TIP: The same way the event is exclusive in terms of visitor numbers, brands can be exclusive in the type of media that they are reaching out to about their event. Select niche journalists that you want to work with who will be able to get the message out. You could even consider only sending snippets of information on what will be happening at the event and keep that intrigue and mystery alive, as a surprise for the lucky ones who can attend the event.
Studies in this area of marketing have always found that customer and brand engagement leads to heightened levels of brand loyalty and value.
Online communication is a very important part of users’ direct engagement with brands, especially post-event. By mentioning a brand’s name in social media posts and tagging the official brand account into posts about the event, the attendee is actively engaging with the brand which strengthens the brand and consumer relationship — especially if the brand engages back!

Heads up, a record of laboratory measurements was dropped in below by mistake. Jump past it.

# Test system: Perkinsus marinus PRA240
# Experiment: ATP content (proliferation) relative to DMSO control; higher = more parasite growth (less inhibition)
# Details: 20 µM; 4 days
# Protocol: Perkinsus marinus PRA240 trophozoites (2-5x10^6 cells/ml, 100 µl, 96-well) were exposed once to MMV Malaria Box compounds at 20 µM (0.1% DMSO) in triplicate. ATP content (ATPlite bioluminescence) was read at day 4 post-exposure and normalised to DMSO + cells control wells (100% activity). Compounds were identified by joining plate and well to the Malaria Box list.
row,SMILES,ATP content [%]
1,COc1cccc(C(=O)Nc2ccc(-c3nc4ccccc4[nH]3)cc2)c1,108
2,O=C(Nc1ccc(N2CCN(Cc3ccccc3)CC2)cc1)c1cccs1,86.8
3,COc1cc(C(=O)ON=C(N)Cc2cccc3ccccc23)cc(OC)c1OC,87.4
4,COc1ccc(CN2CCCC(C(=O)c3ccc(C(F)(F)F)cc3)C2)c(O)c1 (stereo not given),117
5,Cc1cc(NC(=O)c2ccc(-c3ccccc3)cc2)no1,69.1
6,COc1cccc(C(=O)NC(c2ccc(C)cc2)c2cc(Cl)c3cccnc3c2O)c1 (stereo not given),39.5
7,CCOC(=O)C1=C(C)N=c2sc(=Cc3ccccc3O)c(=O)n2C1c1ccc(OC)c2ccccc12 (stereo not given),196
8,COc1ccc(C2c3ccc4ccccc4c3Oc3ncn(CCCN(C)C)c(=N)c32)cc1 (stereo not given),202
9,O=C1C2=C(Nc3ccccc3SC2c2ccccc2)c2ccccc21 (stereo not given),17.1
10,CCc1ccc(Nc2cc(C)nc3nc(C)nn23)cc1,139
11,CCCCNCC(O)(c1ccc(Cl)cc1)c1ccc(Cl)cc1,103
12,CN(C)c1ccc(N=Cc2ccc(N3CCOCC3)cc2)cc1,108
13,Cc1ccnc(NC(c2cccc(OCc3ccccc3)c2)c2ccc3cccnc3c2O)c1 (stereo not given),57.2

Whilst not a travel company, Coca-Cola are one brand which, year after year, effectively used online engagement in their pop-up marketing campaigns. Many Brits will be familiar with the Coca-Cola Christmas Truck — a festive branded truck which travels to 46 different locations across the UK in the run-up to Christmas. This popular Christmas pop-up event has been running for many years and attendees are able to take their photos with the truck, listen to live music and try Coca-Cola products.
For the last few years, Coca-Cola mentioned that the locations of the event would be announced after 500 retweets of their promotional tweet on Twitter. They encouraged the usage of their official event hashtag “#holidaysarecoming”, which created additional online awareness for them.